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Council Committee Backs Comprehensive Investigation Into St. Louis County Jail

St. Louis County is interested in joining a statewide eletronic monitoring program for people awaiting trial once Missouri gets it up and running.
Sarah Fentem
St. Louis Public Radio
The St. Louis County Justice Services Advisory Board is calling for an outside investigation into recent complaints after the resignation of Justice Services Director Raul Banasco.

Updated Sept. 1 with committee hearing

A committee of the St. Louis County Council has backed calls by an independent advisory board for an outside investigation into accusations of mismanagement and other problems at the county jail.

“I don’t see that as mutually exclusive necessarily to anything we may pursue, but I think this is significant,” Council Chairwoman Lisa Clancy, D-Maplewood, said Tuesday during a meeting of the Justice, Health and Welfare Committee. Its members on Tuesday also agreed with the Justice Services Advisory Board that all personnel changes at the jail be halted until a permanent director is hired.

Raul Banasco resigned last week after being accused in a letter to the County Council of creating a hostile work environment. It was signed by more than 50 employees, but speakers at Tuesday’s meeting seemed to indicate that the complaints were from a group of individuals who stood to lose power and influence if Banasco were allowed to continue making changes.

County Executive Sam Page, who hired Banasco late last year, has pledged an investigation into those allegations, but the advisory board wants a much deeper review of the jail.

Original story from Aug. 27

The St. Louis County Justice Services Advisory Board on Friday called for an outside investigation to look into complaints from county jail staff.

The decision comes after more than 50 employees signed a letter accusing Justice Services Director Raul Banasco of creating a hostile environment. Banasco resigned Wednesday.

“In the last five years there is really quite a few independent investigations that have been done related to county jails in Missouri,” advisory board member Mary Zabwa Taylor said Friday. “I think we can have some comfort that we’re not asking for anything extraordinary.”

Banasco resigned after the letter from jail staff was shared during Tuesday’s St. Louis County Council meeting and after reports that Banasco inappropriately touched a former employee. He has denied the allegation. When he resigned, he had been suspended pending an investigation.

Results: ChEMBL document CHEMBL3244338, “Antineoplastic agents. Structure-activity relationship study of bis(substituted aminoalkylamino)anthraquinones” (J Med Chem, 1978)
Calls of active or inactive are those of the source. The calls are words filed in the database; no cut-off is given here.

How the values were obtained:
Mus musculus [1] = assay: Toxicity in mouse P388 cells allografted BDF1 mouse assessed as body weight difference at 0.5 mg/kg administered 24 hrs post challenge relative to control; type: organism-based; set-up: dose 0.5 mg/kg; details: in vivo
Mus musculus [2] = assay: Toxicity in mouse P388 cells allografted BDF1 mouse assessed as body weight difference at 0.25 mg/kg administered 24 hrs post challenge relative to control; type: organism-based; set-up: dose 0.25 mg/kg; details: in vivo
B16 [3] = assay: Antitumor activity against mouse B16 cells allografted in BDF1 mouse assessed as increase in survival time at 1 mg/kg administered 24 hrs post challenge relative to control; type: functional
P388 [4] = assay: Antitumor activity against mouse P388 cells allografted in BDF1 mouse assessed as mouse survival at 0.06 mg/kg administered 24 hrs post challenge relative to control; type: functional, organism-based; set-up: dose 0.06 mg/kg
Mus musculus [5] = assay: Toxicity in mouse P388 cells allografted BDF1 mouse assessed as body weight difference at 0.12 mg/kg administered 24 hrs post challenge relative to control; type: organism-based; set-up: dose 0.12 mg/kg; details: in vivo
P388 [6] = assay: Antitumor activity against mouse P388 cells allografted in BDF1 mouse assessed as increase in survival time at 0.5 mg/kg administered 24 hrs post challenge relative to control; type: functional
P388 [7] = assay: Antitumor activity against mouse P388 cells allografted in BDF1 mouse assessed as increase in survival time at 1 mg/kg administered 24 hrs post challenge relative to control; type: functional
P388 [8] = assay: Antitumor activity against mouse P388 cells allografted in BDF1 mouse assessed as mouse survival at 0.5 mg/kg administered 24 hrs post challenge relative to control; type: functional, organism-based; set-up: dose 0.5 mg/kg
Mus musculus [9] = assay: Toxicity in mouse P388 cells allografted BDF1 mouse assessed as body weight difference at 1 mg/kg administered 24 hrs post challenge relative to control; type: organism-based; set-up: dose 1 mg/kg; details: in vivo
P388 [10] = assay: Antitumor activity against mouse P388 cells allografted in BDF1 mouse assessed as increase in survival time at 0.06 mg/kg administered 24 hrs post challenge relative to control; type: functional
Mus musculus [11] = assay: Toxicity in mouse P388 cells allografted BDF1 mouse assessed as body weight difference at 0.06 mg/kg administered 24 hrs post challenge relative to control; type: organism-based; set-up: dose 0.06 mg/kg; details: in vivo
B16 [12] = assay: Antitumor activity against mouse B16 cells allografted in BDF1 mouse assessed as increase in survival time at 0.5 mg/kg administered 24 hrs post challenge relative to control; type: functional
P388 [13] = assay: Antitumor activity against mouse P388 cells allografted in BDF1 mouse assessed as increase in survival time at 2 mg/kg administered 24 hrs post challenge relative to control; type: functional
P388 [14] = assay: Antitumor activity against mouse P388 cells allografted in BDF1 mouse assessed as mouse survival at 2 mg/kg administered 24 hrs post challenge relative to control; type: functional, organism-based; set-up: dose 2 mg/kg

A spokesperson for County Executive Sam Page said in a statement Wednesday that there would be “a full investigation into the personnel issues that have been raised.”

“I don’t think an independent review should be limited to the actions of the former director,” said Jeff Smith, a member of the advisory board. “Based on all of the communications that we have received over the last couple months, some anonymous, some non-anonymous, it seems like there are broader issues and challenges going on that merit examination.”

The advisory board voted to have a formal role in selecting a new director. Members also recommended a temporary moratorium and review of recent personnel and significant salary changes until a permanent director is hired.

“Previously, I think there were a lot of red flags and indications during the last director’s hiring process that should’ve had more scrutiny,” Smith said. “I’d like for collectively our board to play more of a role.”

Advisory board members said they received a letter from Page on Thursday asking the board to help specify the scope of an independent review. The board's chair, the Rev. Phillip Duvall, said the St. Louis County Council Justice, Health and Welfare Committee plans to hold a public hearing Tuesday.

“The St. Louis County jail has had internal issues that have been going on for decades and unfortunately what started to show that was the untimely death of inmates,” Duvall said. “In the aftermath of these deaths, we started to see structurally policies that were outdated that were not being complied with. There were several things that were just antiquated and old in addition to a very toxic work environment.”

Banasco was hired last November in part to help fix those problems.

Follow Chad on Twitter: @iamcdavis

Chad is a general assignment reporter at St. Louis Public Radio.
Rachel is the justice correspondent at St. Louis Public Radio.